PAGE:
Inland Empire Continues to Be an Industrial Market Leader

by Jeff Shaw

By David Burback, Senior Vice President and Managing Director, Kidder Mathews

A 1.4-million-square-foot distribution center in Rancho Cucamonga that was formerly owned by Big Lots, recently sold for $48 per square foot on the land value. The new owner plans to replace the existing building with a new state-of-the-art distribution center.

David Burback, Kidder Mathews

By every metric, the Inland Empire continues to be the national leader in the industrial real estate sector. The area enjoys the advantage of being just 40 minutes from the two largest and most active ports in the country.  Driven by the strategic expansion of supply chains and the rapid emergence of ecommerce, the Inland Empire remains the most robust industrial market in the country. Annual new construction is approaching 25 million square feet, and the absorption of space is in equal proportion. Rents have increased by 65 percent, sales prices have increased by 80 percent and land prices have more than doubled over the past five years, according to our research. There seems to be some moderation from these double-digit, year-over-year increases as we move into 2020. Yet, the market remains active on all fronts – user, developer and investor alike.

The most active sector of the industrial user market is larger buildings between 500,000 and 1.5 million square feet where interest far outpaces the supply by a 3:1 margin. Demand is particularly acute among large retail distributors (Walmart, Target, Home Depot, etc.) as well as third-party logistics providers (3PL) and transportation providers (J.B. Hunt, Kuehne & Nagel, CEVA, etc.). These buildings are often preleased while under construction and, in some cases, during the planning stages.

Of course, Amazon, the dominant player in the ecommerce arena that launched its first building in the Inland Empire five years ago, currently occupies 15 buildings exceeding a total of 12 million square feet in the region, with more to come.  Amazon is scheduled to open a 2.6-million-square-foot, four-story fulfillment center in the East Inland Empire in April.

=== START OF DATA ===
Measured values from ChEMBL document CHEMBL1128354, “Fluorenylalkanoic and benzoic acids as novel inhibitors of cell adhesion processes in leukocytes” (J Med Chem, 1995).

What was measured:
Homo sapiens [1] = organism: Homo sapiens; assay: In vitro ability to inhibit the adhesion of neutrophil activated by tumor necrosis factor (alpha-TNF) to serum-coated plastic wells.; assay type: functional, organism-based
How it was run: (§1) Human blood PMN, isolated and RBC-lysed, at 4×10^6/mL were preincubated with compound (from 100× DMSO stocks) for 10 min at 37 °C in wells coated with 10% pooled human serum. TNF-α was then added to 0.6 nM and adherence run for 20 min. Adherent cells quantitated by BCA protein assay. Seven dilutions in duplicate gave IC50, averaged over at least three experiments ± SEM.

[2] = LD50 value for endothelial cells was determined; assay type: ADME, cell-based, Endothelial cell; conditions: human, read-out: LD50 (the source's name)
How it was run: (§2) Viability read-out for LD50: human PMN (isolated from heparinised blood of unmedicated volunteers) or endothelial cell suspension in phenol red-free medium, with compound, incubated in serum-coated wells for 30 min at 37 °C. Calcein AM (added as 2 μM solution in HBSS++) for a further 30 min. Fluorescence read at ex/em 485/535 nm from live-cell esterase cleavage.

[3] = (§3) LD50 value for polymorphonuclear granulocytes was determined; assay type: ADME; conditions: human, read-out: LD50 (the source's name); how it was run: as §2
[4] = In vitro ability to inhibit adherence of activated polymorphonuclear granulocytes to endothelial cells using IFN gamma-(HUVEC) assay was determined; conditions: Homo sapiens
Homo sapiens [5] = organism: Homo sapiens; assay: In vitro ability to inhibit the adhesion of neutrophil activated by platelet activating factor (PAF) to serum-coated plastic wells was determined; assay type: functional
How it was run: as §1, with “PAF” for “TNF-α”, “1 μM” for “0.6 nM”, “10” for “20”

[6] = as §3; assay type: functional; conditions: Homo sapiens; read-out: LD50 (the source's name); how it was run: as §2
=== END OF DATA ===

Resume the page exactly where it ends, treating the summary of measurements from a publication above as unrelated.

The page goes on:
As large infill sites become harder to come by, developers are forced to push further east, leading them to explore opportunities in the High Desert and south Corona corridor. The competition for large, quality sites remains fierce. This was evidenced in the disposition of a 1.4-million-square-foot distribution center in Rancho Cucamonga late last year. The former owner, Big Lots, had recently relocated its operations to the High Desert. After a tedious bidding process that received more than 20 bids, the winning buyer acquired the property at a record price of $48 per square foot on the land value. They are currently planning to replace the existing building with a new state-of-the-art distribution center.

Despite recent tariffs, the industrial market in the Inland Empire is poised to continue its brisk pace on all fronts. More recent concerns center around labor availability due to the increasing number of employees required in both distribution and fulfillment centers. Fortunately, the region can provide an abundant supply of affordable housing both now and in the foreseeable future.  Finally, the disruption in the supply chain at every level caused by the COVID-19 virus has and may continue to prove problematic for the industry in the short-term.

— This article originally appeared in the May issue of Western Real Estate Business magazine.

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